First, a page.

Lieu contends that it was error for the judge to deny his motion to suppress Mon's identification of him. There is ample record evidence to support the motion judge's findings of fact, which we accept absent clear error. Commonwealth v. Moon, 380 Mass. 751 , 756 (1980). No evidence suggests that the December 10 encounter was anything but accidental. Cf. Commonwealth v. Charles, 4 Mass. App. Ct. 853 , 853 (1976). The circumstances of the encounter are unlike the accidental confrontation that was suppressed in Commonwealth v. Jones, 423 Mass. 99 (1996). In Jones, the witness identified the defendant, the only member of a racial minority present, after observing him handcuffed and shackled. Here, Lieu was in the presence of other Asian men when Mon spotted him in the courthouse. He was not in custody or restrained, or otherwise presented in circumstances that might suggest the police suspected him of criminal conduct. See, e.g., Commonwealth v. Schlieff, 5 Mass. App. Ct. 665 , 670-671 (1977) (admitting identification where witnesses recognized defendant among a group of bystanders); Commonwealth v. Perry, 15 Mass. App. Ct. 932 , 933 (1983) (same); Commonwealth v. Cole, 15 Mass. App. Ct. 946 , 946-947 (1983) (same). In both the Perry and Cole cases, the encounters were accidental. Here, the Commonwealth anticipated the encounter but that does not make the circumstances of the identification suggestive. Mon still had to find Lieu in a crowd that included other Asians and Lieu was not restrained or in custody.
That Mon's friend mentioned that the man Mon pointed out on December 10 was "Go" and that Mon had previously heard
that "Go" had a gun during the November 17 incident, does not render the circumstances under which Mon made the identification impermissibly suggestive. An identification need not be suppressed because the witness later learned confirmatory facts. See Commonwealth v. Riley, 26 Mass. App. Ct. 550 , 555 (1988).
3. Presumption of innocence instruction. Lieu and Keo contend that the trial judge committed reversible error in failing to instruct the jury on the presumption of innocence [Note 3].
Although the instructions on the presumption of innocence are not constitutionally required, a judge "must, upon request, instruct the jury that the defendant is 'presumed to be innocent.' " Commonwealth v. Drayton, 386 Mass. 39 , 46 (1982), quoting from Commonwealth v. Madeiros, 255 Mass. 304 , 316 (1926), and citing Commonwealth v. Anderson, 245 Mass. 177 (1923).
The judge in this case did instruct the jury that "every person is presumed to be innocent until he is proved guilty and that the burden of proof is on the prosecutor." He further instructed the jury to "base your verdict upon the evidence . . . that you believe, that is the credible evidence, the evidence that you think is important, the material evidence," and to determine whether the Commonwealth proved -these particular facts against these particular individuals." -[T]he evidence," the judge instructed, "is the testimony of the witnesses, the exhibits and, also, as I will further instruct you, what your common sense tells you what the rational inference is from the testimony and the exhibits." The judge added, "Now, I am not talking about mere guesswork or speculation. You do not base your verdict upon guesswork or speculation. But you can base it upon rational, reasonable inferences."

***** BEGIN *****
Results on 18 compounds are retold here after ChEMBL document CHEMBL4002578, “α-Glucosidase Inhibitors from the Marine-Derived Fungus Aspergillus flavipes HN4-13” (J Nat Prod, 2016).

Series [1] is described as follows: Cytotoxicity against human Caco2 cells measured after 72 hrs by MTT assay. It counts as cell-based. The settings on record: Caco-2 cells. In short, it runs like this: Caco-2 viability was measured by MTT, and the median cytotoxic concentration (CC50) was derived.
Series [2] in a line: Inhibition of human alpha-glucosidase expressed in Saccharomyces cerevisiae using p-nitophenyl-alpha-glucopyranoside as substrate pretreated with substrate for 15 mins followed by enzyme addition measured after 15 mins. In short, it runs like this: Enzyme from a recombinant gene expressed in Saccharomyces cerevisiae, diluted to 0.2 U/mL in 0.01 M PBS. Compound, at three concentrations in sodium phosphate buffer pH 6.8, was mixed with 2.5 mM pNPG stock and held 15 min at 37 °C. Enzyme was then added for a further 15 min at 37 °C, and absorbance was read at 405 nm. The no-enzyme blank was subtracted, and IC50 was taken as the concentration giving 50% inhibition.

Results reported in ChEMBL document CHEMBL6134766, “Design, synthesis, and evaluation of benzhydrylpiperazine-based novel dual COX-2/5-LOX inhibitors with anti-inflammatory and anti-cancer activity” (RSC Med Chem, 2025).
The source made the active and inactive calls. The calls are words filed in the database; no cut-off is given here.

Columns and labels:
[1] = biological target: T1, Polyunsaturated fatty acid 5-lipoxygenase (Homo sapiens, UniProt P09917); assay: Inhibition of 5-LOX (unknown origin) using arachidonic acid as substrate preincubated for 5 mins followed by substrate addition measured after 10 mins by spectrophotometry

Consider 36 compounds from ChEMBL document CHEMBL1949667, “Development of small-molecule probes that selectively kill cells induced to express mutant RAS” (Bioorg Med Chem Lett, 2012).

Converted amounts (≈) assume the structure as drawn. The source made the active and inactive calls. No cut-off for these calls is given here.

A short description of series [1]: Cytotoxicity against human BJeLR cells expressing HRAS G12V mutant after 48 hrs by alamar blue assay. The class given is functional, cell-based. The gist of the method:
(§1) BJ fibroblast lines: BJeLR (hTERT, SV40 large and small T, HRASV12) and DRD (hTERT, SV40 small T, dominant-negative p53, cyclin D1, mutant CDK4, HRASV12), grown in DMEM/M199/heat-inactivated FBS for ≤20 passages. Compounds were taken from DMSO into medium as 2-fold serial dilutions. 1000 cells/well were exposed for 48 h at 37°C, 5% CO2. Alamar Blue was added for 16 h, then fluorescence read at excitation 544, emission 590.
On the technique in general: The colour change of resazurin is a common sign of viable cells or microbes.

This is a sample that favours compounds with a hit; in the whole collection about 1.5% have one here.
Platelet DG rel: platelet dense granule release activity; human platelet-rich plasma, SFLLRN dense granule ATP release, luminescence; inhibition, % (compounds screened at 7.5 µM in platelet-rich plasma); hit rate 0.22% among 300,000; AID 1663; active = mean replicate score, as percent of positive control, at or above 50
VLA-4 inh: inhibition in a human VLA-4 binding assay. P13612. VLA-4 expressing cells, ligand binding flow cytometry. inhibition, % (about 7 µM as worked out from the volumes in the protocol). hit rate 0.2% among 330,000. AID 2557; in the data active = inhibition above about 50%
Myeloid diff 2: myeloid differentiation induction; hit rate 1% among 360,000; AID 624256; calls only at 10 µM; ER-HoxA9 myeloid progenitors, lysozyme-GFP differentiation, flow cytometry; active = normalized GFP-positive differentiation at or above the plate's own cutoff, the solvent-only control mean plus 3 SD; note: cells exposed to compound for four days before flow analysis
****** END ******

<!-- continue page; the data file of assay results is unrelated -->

As in Commonwealth v. Drayton, supra at 47, the judge's instructions discussed "the Commonwealth's burden of proof and the jury's responsibility to decide the case on the evidence alone, and thus amply fulfilled the protective purposes of a specific instruction on the presumption of innocence." See Commonwealth v. Boyd, 367 Mass. 169 , 188 (1975). Viewing the charge in its entirety, we conclude that the judge's instructions
on presumption of innocence were adequate. It is, to be sure, the better practice to begin a charge with a simple statement that the indictment is no more than the government's complaint, that the indictment has no force as evidence, that the defendant is presumed to be innocent, and that it is the prosecution's burden to prove each element of the offense charged. See Commonwealth v. DeFrancesco, 248 Mass. 9 , 13-14 (1924); Commonwealth v. Madeiros, 255 Mass. at 315-316; Commonwealth v. Boyd, 367 Mass. at 187-189; Commonwealth v. McGahee, 393 Mass. 743 , 750-753 (1985); Commonwealth v. Wills, 398 Mass. 768 , 781 (1986); Commonwealth v. Blanchette, 409 Mass. 99 , 104-106 (1991). Cf. Commonwealth v. Anderson, 245 Mass. at 188-190 (reversible error not to mention the presumption upon request); Commonwealth v. Viera, 42 Mass. App. Ct. 916 , 917-918 (1997) (reversible error to mention the presumption by name only, without instructing the jury on the meaning of the phrase). For model instructions on the presumption of innocence, see those set out in 1 McIntyre et al., Massachusetts Superior Court Criminal Practice Jury Instructions s. 1.2 (1999), or in Instruction 2.04 of the Model Jury Instructions for Use in the District Court (1988).
[Note 1] Mao Keo.
[Note 2] You's liability for the gun charge was premised on constructive, rather than actual, possession; he was charged as an accessory after the fact to the other crimes. You does not appeal his convictions.
[Note 3] Neither Keo nor Lieu objected to the trial judge's instructions. Counsel for Ngek You, however, inquired whether the judge had so instructed the jury. As the issue was "fairly presented to the trial judge in time for him to take what action he saw as necessary," Commonwealth v. Seminara, 20 Mass. App. Ct. 789 , 795 n.4 (1985), the issue is preserved for appellate review.